sports   |   men's basketball   |   women's basketball

IU basketball teams celebrate Black History Month with special uniforms



iuwbbminnestota9

Sophomore guard Bendu Yeaney makes a layup during the game Feb. 6 against Minnesota in Simon Skjodt Assembly Hall. The women's basketball team debuted new uniforms to celebrate Black History Month. Bobby Goddin Buy Photos

The IU women’s basketball team came running out Wednesday night to the IU fight song played by the band, donning the beloved candy stripe pants and crimson top with the cream cursive Indiana stitched onto the back. 

It’s what Hoosier fans are used to seeing. Except this time, after the starting lineups were announced and the stripes were ripped off and the top was unbuttoned, the team wasn’t in the usual cream and crimson jersey. 

Instead, the Hoosiers were sporting special “Harlem Renaissance Collection” uniforms created by Adidas to celebrate Black History Month. 

The jersey features a unique bean stitch texture around the “Indiana” written over the front of the top. The word “Ballroom” is placed on the inner waistband on the shorts and there’s a patch near the shoulder that displays “CBC” with “Celebrating Black Culture” circling the three letters. 

“Inspired by the wooden floors of the ballrooms where basketball became culture, each Adidas team jersey also includes patterns which mimic the fabrics and prints of the 1920s that became a means of self-expression and community pride,” Adidas said in a release. “Each detail is meant to be an homage to the art, poetry, sounds and sport of the Renaissance, and to those driving their passion forward.”

IU was one of 10 schools selected to wear these special jerseys.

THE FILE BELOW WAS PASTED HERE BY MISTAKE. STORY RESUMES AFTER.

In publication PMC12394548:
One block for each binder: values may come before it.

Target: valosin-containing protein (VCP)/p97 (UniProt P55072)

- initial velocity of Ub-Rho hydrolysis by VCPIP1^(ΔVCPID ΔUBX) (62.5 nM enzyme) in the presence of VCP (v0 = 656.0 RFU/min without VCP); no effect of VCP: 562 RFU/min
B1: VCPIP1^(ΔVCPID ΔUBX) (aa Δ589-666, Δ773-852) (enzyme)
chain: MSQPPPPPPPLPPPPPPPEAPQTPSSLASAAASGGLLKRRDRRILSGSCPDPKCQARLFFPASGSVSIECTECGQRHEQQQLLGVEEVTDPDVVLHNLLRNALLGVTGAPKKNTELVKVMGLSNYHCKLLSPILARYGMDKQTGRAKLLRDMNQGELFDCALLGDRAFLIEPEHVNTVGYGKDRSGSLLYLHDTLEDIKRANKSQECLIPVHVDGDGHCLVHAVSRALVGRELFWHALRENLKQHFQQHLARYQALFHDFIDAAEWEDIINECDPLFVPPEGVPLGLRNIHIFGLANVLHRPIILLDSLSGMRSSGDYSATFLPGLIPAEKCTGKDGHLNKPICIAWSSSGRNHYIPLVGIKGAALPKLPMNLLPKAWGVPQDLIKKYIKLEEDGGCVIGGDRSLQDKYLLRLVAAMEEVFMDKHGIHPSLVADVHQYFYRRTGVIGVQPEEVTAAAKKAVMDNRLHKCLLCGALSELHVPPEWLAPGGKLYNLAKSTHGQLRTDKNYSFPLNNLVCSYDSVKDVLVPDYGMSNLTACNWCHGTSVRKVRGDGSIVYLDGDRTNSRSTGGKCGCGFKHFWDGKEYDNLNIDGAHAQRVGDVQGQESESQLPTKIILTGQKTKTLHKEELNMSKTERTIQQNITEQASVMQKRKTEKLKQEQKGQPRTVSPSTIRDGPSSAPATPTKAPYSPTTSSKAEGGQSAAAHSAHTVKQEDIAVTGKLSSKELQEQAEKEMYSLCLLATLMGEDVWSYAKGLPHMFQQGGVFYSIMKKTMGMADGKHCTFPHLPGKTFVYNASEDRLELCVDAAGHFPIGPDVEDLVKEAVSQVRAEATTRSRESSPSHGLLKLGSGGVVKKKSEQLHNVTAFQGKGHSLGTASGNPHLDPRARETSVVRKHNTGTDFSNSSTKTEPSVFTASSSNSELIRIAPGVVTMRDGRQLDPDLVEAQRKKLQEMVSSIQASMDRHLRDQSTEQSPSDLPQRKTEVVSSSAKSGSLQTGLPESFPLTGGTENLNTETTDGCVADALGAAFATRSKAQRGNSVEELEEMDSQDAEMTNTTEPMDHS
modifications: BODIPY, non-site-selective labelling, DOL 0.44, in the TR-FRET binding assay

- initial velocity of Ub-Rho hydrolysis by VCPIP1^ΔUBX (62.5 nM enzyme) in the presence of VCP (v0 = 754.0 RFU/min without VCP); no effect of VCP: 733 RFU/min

“I think it’s great to represent Adidas and Black History Month,” IU Coach Teri Moren said. “We’re happy to be one of the schools that get to represent something like this.”

For sophomore guard Bendu Yeaney, this month means a lot to her as her parents are from Liberia. 

“Black History Month means a lot to me because it means my parents had the opportunity to come to this country,” Yeaney said in a video tweeted out by Indiana Hoosiers. “The people who came before them helped my parents get here, so it means a lot to me.”

Along with Yeaney, junior guard Ali Patberg said it was an honor being a part of Black History Month in such a way, and that it says a lot about IU as a school and as a team. 

The men’s basketball team will also be decked out in Harlem Renaissance attire Sunday afternoon when IU plays Ohio State. 

The Hoosiers will also have a special addition to their cream-colored, long-sleeved shooting shirts. On the shirts will be a silhouette logo of Bill Garrett, who broke the Big Ten color barrier in 1948. 

Garrett played under Coach Branch McCracken, who the wooded floor is named after in Simon Skjodt Assembly Hall. On Dec. 4, 1948, Garrett started in IU’s opening game against DePauw University, making him the first African American to start a Big Ten basketball game. 

“He was the one that broke that barrier and just gave us all really the confidence to be able to not be looked at any different,” senior forward Juwan Morgan said in the video

As Morgan spoke with the statue of Bill Garrett inside Assembly Hall to his right, he said he doesn’t take it lightly that he is able to wear these alternate uniforms as well as throw on the Hoosier colors every time on the court. 

In addition to the jerseys, both teams got new sneakers to wear as well. The two different types were shoes of NBA players James Harden, “Harden Vol. 3,” and Damian Lillard, “Dame 5.” The shoes' color schemes are described as core black, shock red and active purple. 

Despite the one-game occasion for these Harlem Renaissance Collection uniforms, sophomore guard Al Durham believes it’s more than just one day or one month.

“I feel like it’s more than just February,” Durham said in the video. “It’s a celebration every day.” 

Like what you're reading? Support independent, award-winning college journalism on this site. Donate here.

More in Sports



Comments powered by Disqus